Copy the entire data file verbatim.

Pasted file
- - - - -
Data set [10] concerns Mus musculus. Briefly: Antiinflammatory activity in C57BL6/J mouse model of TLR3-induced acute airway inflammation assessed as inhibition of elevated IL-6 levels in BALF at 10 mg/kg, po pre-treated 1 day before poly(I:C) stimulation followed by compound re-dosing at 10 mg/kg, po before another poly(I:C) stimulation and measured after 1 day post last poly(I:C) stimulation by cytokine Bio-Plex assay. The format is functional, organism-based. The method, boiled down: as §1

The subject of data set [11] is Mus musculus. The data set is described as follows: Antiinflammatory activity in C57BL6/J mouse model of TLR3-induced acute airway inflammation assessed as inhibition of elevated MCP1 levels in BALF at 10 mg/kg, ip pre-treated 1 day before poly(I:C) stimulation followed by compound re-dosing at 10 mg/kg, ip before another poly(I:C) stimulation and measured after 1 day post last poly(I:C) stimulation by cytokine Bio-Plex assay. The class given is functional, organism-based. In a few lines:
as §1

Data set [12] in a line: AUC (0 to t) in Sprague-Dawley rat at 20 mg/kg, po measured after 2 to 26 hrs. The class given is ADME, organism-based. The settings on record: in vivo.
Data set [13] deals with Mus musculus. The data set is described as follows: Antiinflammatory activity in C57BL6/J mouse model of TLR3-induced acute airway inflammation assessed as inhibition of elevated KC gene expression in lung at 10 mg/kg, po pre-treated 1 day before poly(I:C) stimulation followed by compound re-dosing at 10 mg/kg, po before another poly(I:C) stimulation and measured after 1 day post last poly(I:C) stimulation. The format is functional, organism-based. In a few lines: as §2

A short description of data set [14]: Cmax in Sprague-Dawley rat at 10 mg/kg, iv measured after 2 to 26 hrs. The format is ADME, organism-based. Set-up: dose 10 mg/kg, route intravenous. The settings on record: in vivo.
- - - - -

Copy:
Data set [10] concerns Mus musculus. Briefly: Antiinflammatory activity in C57BL6/J mouse model of TLR3-induced acute airway inflammation assessed as inhibition of elevated IL-6 levels in BALF at 10 mg/kg, po pre-treated 1 day before poly(I:C) stimulation followed by compound re-dosing at 10 mg/kg, po before another poly(I:C) stimulation and measured after 1 day post last poly(I:C) stimulation by cytokine Bio-Plex assay. The format is functional, organism-based. The method, boiled down: as §1

The subject of data set [11] is Mus musculus. The data set is described as follows: Antiinflammatory activity in C57BL6/J mouse model of TLR3-induced acute airway inflammation assessed as inhibition of elevated MCP1 levels in BALF at 10 mg/kg, ip pre-treated 1 day before poly(I:C) stimulation followed by compound re-dosing at 10 mg/kg, ip before another poly(I:C) stimulation and measured after 1 day post last poly(I:C) stimulation by cytokine Bio-Plex assay. The class given is functional, organism-based. In a few lines:
as §1

Data set [12] in a line: AUC (0 to t) in Sprague-Dawley rat at 20 mg/kg, po measured after 2 to 26 hrs. The class given is ADME, organism-based. The settings on record: in vivo.
Data set [13] deals with Mus musculus. The data set is described as follows: Antiinflammatory activity in C57BL6/J mouse model of TLR3-induced acute airway inflammation assessed as inhibition of elevated KC gene expression in lung at 10 mg/kg, po pre-treated 1 day before poly(I:C) stimulation followed by compound re-dosing at 10 mg/kg, po before another poly(I:C) stimulation and measured after 1 day post last poly(I:C) stimulation. The format is functional, organism-based. In a few lines: as §2

A short description of data set [14]: Cmax in Sprague-Dawley rat at 10 mg/kg, iv measured after 2 to 26 hrs. The format is ADME, organism-based. Set-up: dose 10 mg/kg, route intravenous. The settings on record: in vivo.